Agriculture Still Remains Backbone of Most Third World Countries – Korboe

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The Hungarian Embassy of Ghana in collaboration with stakeholders in the agriculture sector of Ghana has held the first agricultural forum at the Hungarian Embassy in Accra. The purpose of the forum was aimed at strengthening ties on how the Hungarian Government can collaborate with the Ghana Agricultural sector for an improvement in the area.

Speaking at the forum, Chairman of the National Farmers and Fishermen Award Winners Association of Ghana, Mr. Davies Narh Korboe asserted that, Agriculture still remained the backbone of most third world economies, and Ghana, by extension is no exception.

According to the NFFAWAG chairman, Agriculture has not only been the largest but also, the most important sector in the Ghanaian economy for several decades and is expected to maintain this position in the foreseeable future.

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He observed that Agriculture contributed about 40% of the country’s GDP and employs more than half of the country’s workforce with the majority being smallholder farmers.

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A group photograph of participants at the event

He credited past governments for “placing much value on agriculture and all forms of Agribusiness, the latest being government’s ‘Planting for Foods and Jobs,’ ‘One District, One Factory’ (1D1F) which seeks to address the importation of large tons of rice, provide food security to the country, value addition, and also create jobs for the teaming youth of this country.”

Mr Korboe attested that, the demand for poultry products in Ghana as a source of protein has increased steadily over the last three decades and will continue over the next 34 years. These he attributed to increase in urban population growth rates, increasing average per capita income of urban dwellers leading to better purchasing power and increasing per capita meat consumption triggered by a shift in eating patterns from home cooking to fast foods that have chicken almost always as the meat of choice. Most eateries in the cities also find chicken as the most convenient and affordable meat of choice for preparing both continental and local dishes.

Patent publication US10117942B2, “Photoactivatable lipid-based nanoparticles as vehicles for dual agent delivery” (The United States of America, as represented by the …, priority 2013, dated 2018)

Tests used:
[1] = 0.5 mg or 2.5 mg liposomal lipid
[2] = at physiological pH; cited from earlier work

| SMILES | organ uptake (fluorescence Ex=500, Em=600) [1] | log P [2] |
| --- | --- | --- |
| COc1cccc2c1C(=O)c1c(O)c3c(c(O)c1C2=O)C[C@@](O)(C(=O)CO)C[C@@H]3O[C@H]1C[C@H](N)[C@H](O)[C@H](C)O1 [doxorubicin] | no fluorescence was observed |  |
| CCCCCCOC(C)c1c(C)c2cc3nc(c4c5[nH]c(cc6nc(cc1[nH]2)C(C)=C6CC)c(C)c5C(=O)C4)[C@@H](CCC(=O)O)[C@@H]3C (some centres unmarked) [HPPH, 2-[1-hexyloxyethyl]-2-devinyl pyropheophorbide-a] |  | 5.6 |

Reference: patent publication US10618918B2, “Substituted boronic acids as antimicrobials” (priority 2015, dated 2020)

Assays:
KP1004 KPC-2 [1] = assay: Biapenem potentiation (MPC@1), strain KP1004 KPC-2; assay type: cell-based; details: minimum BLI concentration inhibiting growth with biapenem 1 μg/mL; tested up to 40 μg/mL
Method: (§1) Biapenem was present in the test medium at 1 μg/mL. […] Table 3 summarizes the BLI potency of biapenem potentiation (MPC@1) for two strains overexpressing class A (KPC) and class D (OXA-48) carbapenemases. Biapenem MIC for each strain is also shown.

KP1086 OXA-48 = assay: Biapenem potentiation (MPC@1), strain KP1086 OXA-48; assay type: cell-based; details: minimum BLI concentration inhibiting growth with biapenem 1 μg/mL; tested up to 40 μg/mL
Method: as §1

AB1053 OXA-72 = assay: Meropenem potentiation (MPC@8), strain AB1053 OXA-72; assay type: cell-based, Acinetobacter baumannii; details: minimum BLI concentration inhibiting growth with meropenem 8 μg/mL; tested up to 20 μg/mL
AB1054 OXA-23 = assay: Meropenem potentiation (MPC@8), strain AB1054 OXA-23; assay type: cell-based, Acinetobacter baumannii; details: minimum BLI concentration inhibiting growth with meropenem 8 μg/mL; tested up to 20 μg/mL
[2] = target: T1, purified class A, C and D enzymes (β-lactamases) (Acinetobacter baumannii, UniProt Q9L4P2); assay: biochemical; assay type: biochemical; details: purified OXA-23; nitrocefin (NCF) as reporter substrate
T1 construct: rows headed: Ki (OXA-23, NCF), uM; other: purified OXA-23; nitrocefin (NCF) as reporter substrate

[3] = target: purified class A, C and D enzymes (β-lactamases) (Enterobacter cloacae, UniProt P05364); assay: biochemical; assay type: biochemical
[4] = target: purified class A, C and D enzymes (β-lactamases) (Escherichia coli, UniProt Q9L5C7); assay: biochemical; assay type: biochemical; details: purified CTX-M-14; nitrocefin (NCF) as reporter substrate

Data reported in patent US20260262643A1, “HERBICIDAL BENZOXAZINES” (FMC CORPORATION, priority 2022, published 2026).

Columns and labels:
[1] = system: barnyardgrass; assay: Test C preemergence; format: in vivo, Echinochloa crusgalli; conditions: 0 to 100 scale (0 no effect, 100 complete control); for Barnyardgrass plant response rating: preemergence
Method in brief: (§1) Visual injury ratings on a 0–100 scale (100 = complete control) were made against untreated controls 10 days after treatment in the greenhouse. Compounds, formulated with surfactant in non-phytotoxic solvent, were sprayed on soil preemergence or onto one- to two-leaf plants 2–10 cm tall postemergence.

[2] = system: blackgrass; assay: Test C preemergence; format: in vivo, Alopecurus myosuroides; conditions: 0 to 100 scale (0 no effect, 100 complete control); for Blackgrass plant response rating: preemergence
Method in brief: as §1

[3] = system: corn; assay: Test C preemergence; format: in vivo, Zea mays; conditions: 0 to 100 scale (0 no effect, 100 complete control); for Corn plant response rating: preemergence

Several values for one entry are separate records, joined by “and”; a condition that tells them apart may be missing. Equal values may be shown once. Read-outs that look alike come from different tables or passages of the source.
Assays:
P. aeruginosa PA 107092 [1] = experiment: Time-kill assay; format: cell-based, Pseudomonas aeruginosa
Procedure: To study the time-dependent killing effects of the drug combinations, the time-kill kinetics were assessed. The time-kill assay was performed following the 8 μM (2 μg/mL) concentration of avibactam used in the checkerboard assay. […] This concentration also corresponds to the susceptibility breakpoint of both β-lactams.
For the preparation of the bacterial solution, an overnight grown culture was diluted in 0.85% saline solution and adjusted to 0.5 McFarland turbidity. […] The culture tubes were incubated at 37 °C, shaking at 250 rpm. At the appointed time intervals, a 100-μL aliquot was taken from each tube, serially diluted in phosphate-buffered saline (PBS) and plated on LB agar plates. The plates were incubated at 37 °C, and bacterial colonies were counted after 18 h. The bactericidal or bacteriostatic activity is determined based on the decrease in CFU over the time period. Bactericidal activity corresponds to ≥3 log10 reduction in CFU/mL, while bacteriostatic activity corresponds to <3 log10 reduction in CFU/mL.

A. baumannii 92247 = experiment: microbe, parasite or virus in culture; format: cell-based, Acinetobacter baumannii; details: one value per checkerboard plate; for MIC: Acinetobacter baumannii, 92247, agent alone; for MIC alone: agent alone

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Touching On the Fisheries Industry of Ghana

Mr Davies underscored the importance of the fisheries sector to national economic development:

“Fisheries constitute an important sector in national economic development. The fishery sector in Ghana principally comprises marine fishery, inland (fresh water) fishery and aquaculture fishery as well as related activities in fish storage, preservation, marketing and distribution,” he said.

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A cross-section of participants at the event

The fisheries sector plays an important role contributing significantly to national economic development in terms of employment, livelihood support, poverty reduction, food security, foreign exchange earnings and resource sustainability and it is a preferred source of animal protein in Ghana, and about 75% of the total domestic production of fish is consumed locally and is expected to contribute 60% of animal protein intake. The per capita consumption is estimated to be about 25kg per annum.

Over 2 million fishermen; processors and traders participate in this sector. These and their dependents amount to about 10% of the population. Fish is one of the country’s most important non-traditional export commodities and the fisheries sub-sector accounts for about 5% of the agricultural GDP. Export earnings from fish and fishery products on average account for approximately 60 million US Dollar annually.

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The UN population prospects (medium variant) corroborates the influence of these factors on demand for poultry meat, in that, it projects a global population growth rate of 34% to increase the World’s population to 9.1 billion by 2050 with a significant increase in absolute growth projected at 120% and this could occur with income levels rising to many multiples of what currently pertains today.

In the period the UN population prospect projects global per capita meat consumption to rise from 41kg to 52kh with a corresponding rise from an average of 30kg to 44kg for those developing countries.

Mr. Korboe therefore concluded that Ghana should be poised to implement favourable policies that will take advantage of these factors to improve on the local poultry industry’s market share.

Source: mynewsghana.com//Michael Oberteye//[email protected]



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